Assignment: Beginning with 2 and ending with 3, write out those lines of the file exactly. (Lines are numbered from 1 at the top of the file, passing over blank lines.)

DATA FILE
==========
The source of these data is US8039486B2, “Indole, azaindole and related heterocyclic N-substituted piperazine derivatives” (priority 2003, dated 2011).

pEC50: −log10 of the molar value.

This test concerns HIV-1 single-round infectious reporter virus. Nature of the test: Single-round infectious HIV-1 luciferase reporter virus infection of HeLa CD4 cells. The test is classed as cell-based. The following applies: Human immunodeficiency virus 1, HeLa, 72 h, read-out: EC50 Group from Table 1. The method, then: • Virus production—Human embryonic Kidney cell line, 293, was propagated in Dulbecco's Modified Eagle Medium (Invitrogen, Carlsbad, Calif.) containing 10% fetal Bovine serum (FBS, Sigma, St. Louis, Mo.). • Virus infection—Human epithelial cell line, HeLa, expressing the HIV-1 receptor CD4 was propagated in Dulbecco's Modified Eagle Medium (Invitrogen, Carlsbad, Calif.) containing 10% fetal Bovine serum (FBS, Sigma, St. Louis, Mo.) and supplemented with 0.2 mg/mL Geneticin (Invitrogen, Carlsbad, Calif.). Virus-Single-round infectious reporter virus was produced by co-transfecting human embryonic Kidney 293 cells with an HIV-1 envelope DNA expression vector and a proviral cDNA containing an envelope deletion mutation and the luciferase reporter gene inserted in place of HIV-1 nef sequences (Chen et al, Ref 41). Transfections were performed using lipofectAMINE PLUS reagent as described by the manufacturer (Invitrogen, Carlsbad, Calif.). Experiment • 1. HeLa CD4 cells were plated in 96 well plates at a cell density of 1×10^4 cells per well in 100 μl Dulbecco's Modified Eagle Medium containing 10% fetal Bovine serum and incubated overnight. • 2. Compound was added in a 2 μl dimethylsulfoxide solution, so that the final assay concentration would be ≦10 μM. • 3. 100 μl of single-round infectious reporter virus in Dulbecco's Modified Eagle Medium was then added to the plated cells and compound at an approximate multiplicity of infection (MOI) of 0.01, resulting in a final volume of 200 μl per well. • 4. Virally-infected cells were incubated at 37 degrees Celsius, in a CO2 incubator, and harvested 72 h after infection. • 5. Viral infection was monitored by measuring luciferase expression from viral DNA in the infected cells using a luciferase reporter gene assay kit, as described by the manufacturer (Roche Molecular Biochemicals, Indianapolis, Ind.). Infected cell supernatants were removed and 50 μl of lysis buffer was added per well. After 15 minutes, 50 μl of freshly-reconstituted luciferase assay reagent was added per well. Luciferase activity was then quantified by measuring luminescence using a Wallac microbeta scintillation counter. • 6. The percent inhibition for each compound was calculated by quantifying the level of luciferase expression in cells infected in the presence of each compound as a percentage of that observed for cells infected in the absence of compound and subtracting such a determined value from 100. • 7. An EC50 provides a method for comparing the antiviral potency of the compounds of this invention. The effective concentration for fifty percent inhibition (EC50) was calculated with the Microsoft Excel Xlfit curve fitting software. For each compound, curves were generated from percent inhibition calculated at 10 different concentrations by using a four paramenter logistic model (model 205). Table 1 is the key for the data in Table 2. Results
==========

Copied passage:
pEC50: −log10 of the molar value.

This test concerns HIV-1 single-round infectious reporter virus. Nature of the test: Single-round infectious HIV-1 luciferase reporter virus infection of HeLa CD4 cells. The test is classed as cell-based. The following applies: Human immunodeficiency virus 1, HeLa, 72 h, read-out: EC50 Group from Table 1. The method, then: • Virus production—Human embryonic Kidney cell line, 293, was propagated in Dulbecco's Modified Eagle Medium (Invitrogen, Carlsbad, Calif.) containing 10% fetal Bovine serum (FBS, Sigma, St. Louis, Mo.). • Virus infection—Human epithelial cell line, HeLa, expressing the HIV-1 receptor CD4 was propagated in Dulbecco's Modified Eagle Medium (Invitrogen, Carlsbad, Calif.) containing 10% fetal Bovine serum (FBS, Sigma, St. Louis, Mo.) and supplemented with 0.2 mg/mL Geneticin (Invitrogen, Carlsbad, Calif.). Virus-Single-round infectious reporter virus was produced by co-transfecting human embryonic Kidney 293 cells with an HIV-1 envelope DNA expression vector and a proviral cDNA containing an envelope deletion mutation and the luciferase reporter gene inserted in place of HIV-1 nef sequences (Chen et al, Ref 41). Transfections were performed using lipofectAMINE PLUS reagent as described by the manufacturer (Invitrogen, Carlsbad, Calif.). Experiment • 1. HeLa CD4 cells were plated in 96 well plates at a cell density of 1×10^4 cells per well in 100 μl Dulbecco's Modified Eagle Medium containing 10% fetal Bovine serum and incubated overnight. • 2. Compound was added in a 2 μl dimethylsulfoxide solution, so that the final assay concentration would be ≦10 μM. • 3. 100 μl of single-round infectious reporter virus in Dulbecco's Modified Eagle Medium was then added to the plated cells and compound at an approximate multiplicity of infection (MOI) of 0.01, resulting in a final volume of 200 μl per well. • 4. Virally-infected cells were incubated at 37 degrees Celsius, in a CO2 incubator, and harvested 72 h after infection. • 5. Viral infection was monitored by measuring luciferase expression from viral DNA in the infected cells using a luciferase reporter gene assay kit, as described by the manufacturer (Roche Molecular Biochemicals, Indianapolis, Ind.). Infected cell supernatants were removed and 50 μl of lysis buffer was added per well. After 15 minutes, 50 μl of freshly-reconstituted luciferase assay reagent was added per well. Luciferase activity was then quantified by measuring luminescence using a Wallac microbeta scintillation counter. • 6. The percent inhibition for each compound was calculated by quantifying the level of luciferase expression in cells infected in the presence of each compound as a percentage of that observed for cells infected in the absence of compound and subtracting such a determined value from 100. • 7. An EC50 provides a method for comparing the antiviral potency of the compounds of this invention. The effective concentration for fifty percent inhibition (EC50) was calculated with the Microsoft Excel Xlfit curve fitting software. For each compound, curves were generated from percent inhibition calculated at 10 different concentrations by using a four paramenter logistic model (model 205). Table 1 is the key for the data in Table 2. Results